DEV Community

Henrik Warne
Henrik Warne

Posted on • Originally published at on

On Comments in Code

I used to think that I didn’t need comments if I wrote self-documenting code. However, I have realized that I do write comments, and that I find them really useful. To see how many comments I write, and what kind they are, I wrote a script to analyze my git commits from the last six years. In total, seven percent of my committed lines contained a comment. This blog post has details on what constitutes good and bad comments, as well as more statistics from my script.

Javadoc is mostly useless

Part of the reason I was skeptical of comments was the prevalence of Javadoc-style comments. This style of commenting exists in other languages as well. Here is an example in Python that I just made up, but which is representative of this style:

The problem with most of these comments is that they convey very little information. Often it is just a repetition of the method name and parameter names in a few more words. These comments may be useful for API:s exposed externally, but in an application where you have access to all the source code, they are mostly useless. If you wonder what the method does, or what the valid input range for a parameter is, you are better off just reading the code to see what it does. These types of comment take up a lot of space without providing much value.

Self-documenting code

Instead of writing Javadoc comments, you are better off making the best possible use of method names and variable names. Each name you use can help explain what the computation is about and how it is done. One good reason for writing many small methods instead of one large method is that you have more places to use descriptive names, something I have written about here.

When to comment

Writing self-documenting code will get you a long way. However, there are times when having more information is useful. For example, the comment on the use of dialling zones in the code below:

Here is another example:

Often the advice given is “Comment the Why, not the What“. While this probably covers most of my comments, it is not how I think about when to comment. Instead, I tend to write a comment when there is something particularly tricky, either in the domain or in how the implementation is done.

The standard advice from the “no comments are needed”-crowd (which I used to belong to) is to rewrite the code so you don’t need to comment it. This is however not always possible. Sometimes the domain is just too complex. Sometimes the effort to rewrite the code would be too much compared to adding a comment.

Another complaint about comments is that they will get out of sync with the code, thus hindering your understanding of the code rather than helping it. While this sometimes happens, it has not been a big problem for me. In almost all cases I analyzed, the comments were still valid. They have also been very useful. Every time I came across one of my comments like these, I was happy I wrote it. It doesn’t take long to forget some of the details and nuances of the problem you are solving, and having the comment there with some extra context and explanation has been great.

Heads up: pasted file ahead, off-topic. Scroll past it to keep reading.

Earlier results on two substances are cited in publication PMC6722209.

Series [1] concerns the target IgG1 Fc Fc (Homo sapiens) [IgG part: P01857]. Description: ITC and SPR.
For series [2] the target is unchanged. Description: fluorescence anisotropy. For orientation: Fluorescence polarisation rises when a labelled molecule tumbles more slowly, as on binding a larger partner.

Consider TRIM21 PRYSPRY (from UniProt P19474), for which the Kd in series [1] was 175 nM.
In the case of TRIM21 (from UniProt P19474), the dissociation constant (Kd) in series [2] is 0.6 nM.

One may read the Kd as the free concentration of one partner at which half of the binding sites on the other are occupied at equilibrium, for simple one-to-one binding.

Logging as comments

Sometimes you get a comment “for free” if you are logging an explanatory message. In the example below, the log statement explains what has happened, so there is no need for a comment.

Comment analysis

When I first thought about checking how many comments all of my commits contained, I thought it would be enough with a one-liner like this to find the comments in all my Python commits (I only comment using #):

git log --author=Henrik -p|grep '^+[^+]'|grep '#' | wc -l

However, I soon realized that I wanted more details. I wanted to differentiate between end-of-line comments and whole line comments. I also wanted to find out how many “comment blocks” (consecutive lines of comments) I had. I also decided to exclude test files from the analysis. Plus, I want to be sure to exclude any commented-out code that happened to be there (there were unfortunately a few such cases). In the end I wrote a python-script to do the analysis. The input for the script was the output of git log --author=Henrik -p .

From the output I saw that 1299 out of 17817 added lines of mine contained comments. There were 161 end-of-line comments, and 464 single line comments. The longest comment block was 11 lines, and there were 96 cases of comment blocks that had 3 or more consecutive lines.


I used to think that writing well-named functions would mean no comments were needed. However, looking at what I actually did, I noticed that I tended to add comments in tricky or unintuitive parts of the code. Every time I come back to those parts of the program, I am happy I made the effort to add a comment – they have been very helpful!

Discussion (1)

costinmanda profile image
Costin Manda

Like you, I live in the borderlands, hunted by both comment style purists and descriptive code zealots.

There are code comments that cannot be explained by variable or method names, like the reason why something was done (or changed).

Compare these two versions and tell me which you find more useful:

// X and Y should not be enhanced (PBI 12345)
if (/^(X|Y)/.test(item)) {
Enter fullscreen mode Exit fullscreen mode

and (where the PBI for this should be searched in source control history)

if (shouldNotBeEnhanced(item)) {
function shouldNotBeEnhanced(item) {
 return isItemAnXOrAnY(item));

function isItemAndXOrAnY(item) {
  return /^(X|Y)/.test(item);
Enter fullscreen mode Exit fullscreen mode

Perhaps this example (simplification of code I wrote today) is just proof of my laziness, but I prefer version 1 both as a writer and as a reader.